Explore the Shelves at the Best Independent Bookstores in Boston

Sift through carts of vintage books and poetry collections to discover your next read.

In the age of Kindles and iPads, it’s easy to forget the feeling of holding a physical book. However, no matter their convenience, e-readers will never be able to replace the sense of joy and curiosity that arises from wandering through stacks of books, with their crisp pages and inimitable aroma.

Luckily, there are plenty of places in Boston dedicated to preserving that very experience. Boston is home to shops dedicated to poetry books, progressive book collectives, and, of course, popular new releases and bestsellers. So whether you’re looking to peruse or pick up your next great read, here are the best indie bookstores to visit in Boston.

Lucy Parsons Center

Jamaica Plain

Named after the radical labor organizer and anarcho-communist, Lucy Parsons Center is a nonprofit bookstore and community space dedicated to selling books, magazines, newspapers, and journals covering the progessive movement. In addition to informational books and publications, the volunteer-run shop also sells new and used books, Spanish-language books, and children’s books. The spot also serves as a meeting space for local activists and frequently hosts lectures, readings, and discussions on works by authors and revolutionaries like Angela Davis and Anuradha Ghandy.

Brattle Book Shop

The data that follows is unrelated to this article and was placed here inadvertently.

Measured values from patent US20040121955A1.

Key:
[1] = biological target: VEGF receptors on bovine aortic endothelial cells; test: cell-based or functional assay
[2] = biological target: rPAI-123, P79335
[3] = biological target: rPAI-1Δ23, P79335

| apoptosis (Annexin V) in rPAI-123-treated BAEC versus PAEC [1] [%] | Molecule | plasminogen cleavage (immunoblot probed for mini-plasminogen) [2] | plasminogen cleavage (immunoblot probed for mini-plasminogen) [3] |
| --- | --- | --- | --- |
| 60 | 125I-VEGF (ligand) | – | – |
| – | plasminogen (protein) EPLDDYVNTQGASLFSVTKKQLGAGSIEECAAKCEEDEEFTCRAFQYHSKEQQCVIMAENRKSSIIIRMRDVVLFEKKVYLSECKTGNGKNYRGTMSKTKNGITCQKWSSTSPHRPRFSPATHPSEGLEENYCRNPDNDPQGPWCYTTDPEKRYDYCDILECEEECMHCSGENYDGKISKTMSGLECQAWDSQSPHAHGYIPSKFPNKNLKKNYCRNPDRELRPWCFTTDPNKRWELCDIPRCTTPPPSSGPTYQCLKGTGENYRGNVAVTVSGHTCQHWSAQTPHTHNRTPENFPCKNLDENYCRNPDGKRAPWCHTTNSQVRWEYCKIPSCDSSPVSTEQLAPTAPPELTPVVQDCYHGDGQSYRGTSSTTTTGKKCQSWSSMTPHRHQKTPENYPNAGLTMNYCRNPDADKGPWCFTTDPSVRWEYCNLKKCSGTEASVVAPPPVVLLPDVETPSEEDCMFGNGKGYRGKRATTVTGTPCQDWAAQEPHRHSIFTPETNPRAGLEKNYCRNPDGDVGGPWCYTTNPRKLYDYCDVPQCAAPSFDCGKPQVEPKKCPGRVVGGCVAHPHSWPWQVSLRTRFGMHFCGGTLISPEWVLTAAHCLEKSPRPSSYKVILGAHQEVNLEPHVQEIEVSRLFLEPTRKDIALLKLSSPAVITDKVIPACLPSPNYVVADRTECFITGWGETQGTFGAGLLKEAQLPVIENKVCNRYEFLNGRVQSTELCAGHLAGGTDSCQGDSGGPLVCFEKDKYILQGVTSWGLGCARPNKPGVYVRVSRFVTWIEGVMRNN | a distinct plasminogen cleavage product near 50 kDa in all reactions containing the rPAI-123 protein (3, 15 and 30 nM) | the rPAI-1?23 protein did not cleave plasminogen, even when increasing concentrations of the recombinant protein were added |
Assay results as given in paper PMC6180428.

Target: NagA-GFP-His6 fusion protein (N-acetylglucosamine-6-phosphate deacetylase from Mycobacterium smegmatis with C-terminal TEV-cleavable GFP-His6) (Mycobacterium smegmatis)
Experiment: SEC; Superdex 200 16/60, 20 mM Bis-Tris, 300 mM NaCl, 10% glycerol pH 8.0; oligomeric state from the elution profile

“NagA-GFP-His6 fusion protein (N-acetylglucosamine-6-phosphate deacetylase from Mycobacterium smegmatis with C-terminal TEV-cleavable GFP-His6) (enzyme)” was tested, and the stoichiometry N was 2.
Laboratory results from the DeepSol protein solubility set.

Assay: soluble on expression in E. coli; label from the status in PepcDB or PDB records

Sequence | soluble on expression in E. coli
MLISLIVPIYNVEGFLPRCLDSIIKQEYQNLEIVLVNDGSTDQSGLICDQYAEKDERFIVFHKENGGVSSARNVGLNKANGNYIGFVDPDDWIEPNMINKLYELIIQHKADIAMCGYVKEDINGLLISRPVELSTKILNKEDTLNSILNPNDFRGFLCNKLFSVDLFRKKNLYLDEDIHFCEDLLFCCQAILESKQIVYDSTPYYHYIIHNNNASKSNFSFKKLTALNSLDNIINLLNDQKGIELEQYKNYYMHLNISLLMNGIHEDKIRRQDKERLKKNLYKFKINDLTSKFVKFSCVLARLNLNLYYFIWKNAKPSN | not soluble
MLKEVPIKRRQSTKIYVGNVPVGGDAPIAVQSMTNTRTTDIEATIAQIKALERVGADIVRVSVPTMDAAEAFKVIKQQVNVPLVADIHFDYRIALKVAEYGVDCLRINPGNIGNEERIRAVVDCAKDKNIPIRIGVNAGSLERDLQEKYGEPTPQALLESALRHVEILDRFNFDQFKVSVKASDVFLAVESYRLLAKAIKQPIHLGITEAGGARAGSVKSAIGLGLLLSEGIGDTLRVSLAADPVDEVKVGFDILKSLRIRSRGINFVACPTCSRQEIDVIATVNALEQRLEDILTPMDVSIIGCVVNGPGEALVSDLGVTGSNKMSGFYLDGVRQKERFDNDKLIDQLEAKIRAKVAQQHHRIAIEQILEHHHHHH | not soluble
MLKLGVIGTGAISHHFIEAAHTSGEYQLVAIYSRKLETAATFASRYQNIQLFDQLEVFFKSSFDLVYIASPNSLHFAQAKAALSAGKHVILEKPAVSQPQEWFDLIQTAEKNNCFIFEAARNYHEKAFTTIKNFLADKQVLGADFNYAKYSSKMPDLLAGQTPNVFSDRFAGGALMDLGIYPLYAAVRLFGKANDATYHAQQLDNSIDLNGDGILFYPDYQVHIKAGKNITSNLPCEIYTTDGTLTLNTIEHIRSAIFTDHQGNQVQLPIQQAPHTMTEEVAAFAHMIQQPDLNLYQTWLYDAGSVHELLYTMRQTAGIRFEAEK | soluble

Brattle Book Shop | biminator/Shutterstock

With its iconic alley filled with shelves upon shelves of vintage books, there’s no way you can walk past Brattle Book Shop without taking a peak at what the famous store has to offer. Brattle Book Shop is one of the oldest bookstores in America, dating back to 1825. The first two floors of the shop are filled to the brim with used books, while the top floor is known for its selection of rare and antique books, housing offerings including first editions and signed novels. Making the trip even better, Brattle is located steps away from the Boston Common, so find a shady tree and dive into your next read.


Jamaica Plain

Entering Papercuts is like walking into your quirky grandmother’s home; the inside is cozy and welcoming, covered in colorful and eclectic decor. The award-winning, woman-owned independent bookstore has been open for almost eight years and has an extensive collection of books equipped with detailed staff recommendations from their team of friendly professional booksellers. Pop in if you want to have an in-depth literary conversation or quickly pick up a book to read on a bench at nearby Jamaica Pond—Papercuts is the perfect place for every mood.

Raven Used Books

Harvard Square

Raven will fuel your book addiction at a fraction of the price, with its broad selection of about 15,000 used books that are practically in mint condition. The Cambridge store, which is merely steps away from the Harvard T, adds more than 1,000 books to its collection each week on topics ranging from philosophy, architecture, political theory, and more. The shop even has sections dedicated to books in Spanish, French, and Portuguese. Owner John Petrovato believes in the art of searching for a book in person and therefore does not sell any of the store’s selection online. So get lost in the small but mighty and deeply eclectic shop, as this is the perfect place to discover a hidden gem.